Billionaires Koch and Soros want justice reform

Charles Koch and George Soros aren’t allies on many issues. You might call them entrenched adversaries.

But the fight for criminal justice reform has both billionaires advocating to reduce prison populations and reverse a longtime trend in tough-on-crime sentencing.

For Koch, a major donor to conservative causes, one catalyst is personal experience.

As the Wichita Eagle recounts, Koch Industries was indicted on 97 felony counts for environmental offenses allegedly committed in 1995. The company had spent millions in defense costs and all but one of the charges was dropped. A subsidiary agreed to pay $10 million in criminal fines in 2001.

The company has the resources for defense. Not everyone does, the company’s chief counsel told the Eagle.

According to the story:

“It was a really, really torturous experience,” said Mark Holden, Koch’s chief counsel. “We learned first-hand what happens when anyone gets into the criminal justice system.”

Holden said Charles Koch wondered afterward “how the little guy who doesn’t have Koch’s resources deals with prosecutions like that.”

Soon after, Koch began supporting the National Association of Criminal Defense lawyers, the story said. In the next year, he said he’s going to continue pushing for reform efforts.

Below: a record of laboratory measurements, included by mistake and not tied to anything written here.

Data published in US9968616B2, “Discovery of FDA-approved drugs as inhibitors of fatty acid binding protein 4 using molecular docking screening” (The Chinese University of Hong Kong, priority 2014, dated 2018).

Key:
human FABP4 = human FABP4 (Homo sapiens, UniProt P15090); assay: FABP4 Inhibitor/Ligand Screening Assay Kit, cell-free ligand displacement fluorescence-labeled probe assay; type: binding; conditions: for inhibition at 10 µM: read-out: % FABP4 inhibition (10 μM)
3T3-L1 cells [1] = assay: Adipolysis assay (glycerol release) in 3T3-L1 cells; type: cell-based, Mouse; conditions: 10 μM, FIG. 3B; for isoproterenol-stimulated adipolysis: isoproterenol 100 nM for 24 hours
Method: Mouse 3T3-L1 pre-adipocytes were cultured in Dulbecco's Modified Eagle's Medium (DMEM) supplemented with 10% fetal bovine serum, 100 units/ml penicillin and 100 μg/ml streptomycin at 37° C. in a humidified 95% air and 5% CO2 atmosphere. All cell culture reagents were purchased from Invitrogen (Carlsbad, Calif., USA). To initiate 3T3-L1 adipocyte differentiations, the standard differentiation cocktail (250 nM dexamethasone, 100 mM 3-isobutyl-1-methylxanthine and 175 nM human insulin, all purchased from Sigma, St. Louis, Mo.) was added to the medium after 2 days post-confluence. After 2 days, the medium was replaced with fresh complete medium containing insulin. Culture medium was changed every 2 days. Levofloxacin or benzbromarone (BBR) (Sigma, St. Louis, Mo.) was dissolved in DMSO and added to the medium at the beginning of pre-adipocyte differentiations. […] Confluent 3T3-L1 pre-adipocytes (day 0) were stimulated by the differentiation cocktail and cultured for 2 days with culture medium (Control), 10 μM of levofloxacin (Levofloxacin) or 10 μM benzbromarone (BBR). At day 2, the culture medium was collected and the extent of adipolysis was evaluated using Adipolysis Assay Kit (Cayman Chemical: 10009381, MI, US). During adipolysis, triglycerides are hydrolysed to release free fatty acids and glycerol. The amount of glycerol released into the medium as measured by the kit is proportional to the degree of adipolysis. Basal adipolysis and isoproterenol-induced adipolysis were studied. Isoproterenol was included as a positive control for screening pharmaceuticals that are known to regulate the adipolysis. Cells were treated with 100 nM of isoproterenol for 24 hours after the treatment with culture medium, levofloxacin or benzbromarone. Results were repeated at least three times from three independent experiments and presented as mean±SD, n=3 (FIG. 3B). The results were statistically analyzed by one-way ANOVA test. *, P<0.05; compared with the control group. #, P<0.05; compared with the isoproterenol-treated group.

It’s not just companies feeling the sting of what Koch considers overcriminalization.

He told the Eagle that reform is important “especially for the disadvantaged” so that sentences don’t outweigh the seriousness of the crime that’s been committed.

In November, outgoing Attorney General Eric Holder praised the Koch brothers for donating to the National Association of Criminal Defense Lawyers to support indigent defense.

Koch is not alone as a conservative supporter for criminal justice reforms.

Texas, often seen as a bastion for conservative policy, is seen as a national leader in its efforts to shrink its prison population and to move toward alternatives to incarceration for non-violent sentences.

Newt Gingrich has also made reform a pet project.

And then there’s Soros, a longtime champion and major financial backer of liberal causes. He too, along with organizations like the American Civil Liberties Union, is fighting for less crowded prisons and lighter sentences for nonviolent offenders.

In California, Soros’ Open Society Foundations gave major financial support to Proposition 47, a recent ballot measure to reclassify crimes like drug possession and lower-level theft as misdemeanors – not felonies.

In 2012, Open Society gave a $50-million grant to the National Drug Policy Alliance for legal reform, according to the Los Angeles Times.

California voters in November approved Prop. 47, which also had backing from billionaire B. Wayne Hughes Jr., a Reagan-loving evangelical who contributed roughly $40,000 this year to get conservative lawmakers elected, according to Forbes.

Reach Jeffrey Benzing at 412-315-0265 or at jbenzing@publicsource.org. Follow him on Twitter @jabenzing.